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State of New Jersey v. Robert Justich

April 8, 2011

STATE OF NEW JERSEY, PLAINTIFF-RESPONDENT,
v.
ROBERT JUSTICH, DEFENDANT-APPELLANT.



On appeal from the Superior Court of New Jersey, Law Division, Morris County, Municipal Appeal No. 2009-024.

Per curiam.

NOT FOR PUBLICATION WITHOUT THE APPROVAL OF THE APPELLATE DIVISION

Submitted January 31, 2011

Before Judges Rodriguez and LeWinn.

Defendant appeals from the October 15, 2009 order of the Law Division "den[ying]" his "appeal de novo from his conviction in Millburn Municipal Court for [s]imple [a]ssault pursuant to N.J.S.A. 2C:12-1(a)." We affirm, but remand for entry of a proper judgment finding defendant guilty following trial de novo and imposing sentence. Rule 3:23-8(e).

The victim of the simple assault was defendant's wife; the charge stemmed from an incident on December 10, 2008, that led his wife to seek a domestic violence temporary restraining order (TRO) in the Family Part where the parties' divorce litigation was pending. The municipal complaint simultaneously issued against defendant alleged that he did "knowingly or recklessly caus[e] bodily injury to [his wife] by throwing [her] against a desk injuring her right upper thigh and forcefully shoving her."

On December 22, 2008, which was the return date for the hearing on a final restraining order, the parties both appeared before the Family Part with counsel and entered into a consent order under their divorce docket; that order provided, in pertinent part, that the TRO was dismissed and that his wife "shall cooperate with the [d]efendant and the [p]rosecutor in the pending [m]unicipal matter, . . . in seeking to have the [c]omplaint dismissed against the [d]efendant."

On May 5, 2009, notwithstanding the provision in the consent order, trial proceeded in Millburn Municipal Court on the simple assault complaint. At the very outset of proceedings, the following colloquy occurred between the judge, the prosecutor and defendant:

THE COURT: . . . You entered a not guilty plea on April 21[], [20]09. Do you still maintain that? [DEFENDANT]: Yes, I do.

THE COURT: All right. [Prosecutor]? [PROSECUTOR]: And, Judge, just for the record although we did the last time, just to make sure it's clear, would you just go over with [defendant] the fact that he was represented by counsel who's withdrawn and he is representing himself.

THE COURT: . . . Okay. [PROSECUTOR]: Can we go over that with him? THE COURT: Yes, please. [PROSECUTOR]: [Defendant], you were represented by an attorney prior to today's date, correct? [DEFENDANT]: Correct. [PROSECUTOR]: All right. And . . . today, that attorney has withdrawn from the case, and you're willing to forward [sic] without that attorney, right? [DEFENDANT]: Yes. [PROSECUTOR]: And by going forward, you're waiving your right to have an attorney represent you or to have a [p]ublic [d]efender appointed should you be able to not [sic] afford an attorney. You understand that, right? [DEFENDANT]: Yes.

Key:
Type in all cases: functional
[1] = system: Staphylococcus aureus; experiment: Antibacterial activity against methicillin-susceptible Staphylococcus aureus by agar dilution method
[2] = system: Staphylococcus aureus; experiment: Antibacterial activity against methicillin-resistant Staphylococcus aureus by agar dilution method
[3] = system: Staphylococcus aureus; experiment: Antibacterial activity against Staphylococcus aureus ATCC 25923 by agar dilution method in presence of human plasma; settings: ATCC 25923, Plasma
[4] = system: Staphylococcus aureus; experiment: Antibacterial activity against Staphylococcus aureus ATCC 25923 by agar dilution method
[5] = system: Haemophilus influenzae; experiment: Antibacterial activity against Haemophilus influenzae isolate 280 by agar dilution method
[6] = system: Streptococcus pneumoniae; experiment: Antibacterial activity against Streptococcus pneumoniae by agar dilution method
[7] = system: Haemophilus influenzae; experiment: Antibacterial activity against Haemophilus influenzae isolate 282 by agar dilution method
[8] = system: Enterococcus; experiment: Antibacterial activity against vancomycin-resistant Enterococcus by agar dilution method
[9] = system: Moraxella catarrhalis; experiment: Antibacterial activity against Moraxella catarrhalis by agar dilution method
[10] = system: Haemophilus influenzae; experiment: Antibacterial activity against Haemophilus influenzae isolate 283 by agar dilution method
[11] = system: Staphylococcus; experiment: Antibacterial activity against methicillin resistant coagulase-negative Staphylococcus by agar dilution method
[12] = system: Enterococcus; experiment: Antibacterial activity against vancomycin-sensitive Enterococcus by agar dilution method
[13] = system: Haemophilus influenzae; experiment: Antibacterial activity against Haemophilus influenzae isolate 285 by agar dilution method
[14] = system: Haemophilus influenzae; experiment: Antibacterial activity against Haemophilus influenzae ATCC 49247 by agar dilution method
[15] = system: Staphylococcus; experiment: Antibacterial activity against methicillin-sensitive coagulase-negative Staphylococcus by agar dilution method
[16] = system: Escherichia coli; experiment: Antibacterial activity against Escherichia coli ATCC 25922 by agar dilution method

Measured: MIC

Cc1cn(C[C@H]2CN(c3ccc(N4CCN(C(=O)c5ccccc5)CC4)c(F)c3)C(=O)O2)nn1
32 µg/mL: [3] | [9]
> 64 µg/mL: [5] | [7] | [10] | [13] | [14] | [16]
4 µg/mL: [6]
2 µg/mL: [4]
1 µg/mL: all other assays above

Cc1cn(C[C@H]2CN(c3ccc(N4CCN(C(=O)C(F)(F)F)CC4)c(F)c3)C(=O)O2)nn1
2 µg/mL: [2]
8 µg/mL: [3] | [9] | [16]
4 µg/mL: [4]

The prosecutor thereupon called defendant's wife to testify. Defendant raised no protest nor did he refer to the provision in the parties' consent order.

Defendant's wife testified that on October 10, 2008, she had come home around 1:30 p.m., having been at her attorney's office; she had received text messages on her cell phone from defendant that she considered to be "showing some increasing aggravation and anger." Defendant came home and confronted her in the kitchen where she was standing by a desk. "He came in the door and said, you lost $1 million today, put . . . both his open hands against [her] shoulders, . . . and shoved [her] into [the desk]." Her "thigh ran into the edge of the desk" and she recalled it "hurting quite a bit." She developed bruising on her thigh and "it became very sensitive . . . for a period of several weeks." The State introduced photographs that she had taken of her bruising two days after the incident.

She then went upstairs, looking for her phone, because she wanted to leave for an appointment and to pick up her child from school. She went into a bedroom on the second floor, where defendant had gone; defendant arose from a desk across the room and "step[ped] towards [her] . . . aggressively and with . . . open palms against [her] shoulders pushed [her] back and said, get the hell out of my room." She "stumbled into the hallway" and backed up against a banister; she was "very afraid [she] was going to [g]o over that" and fall into "the ...


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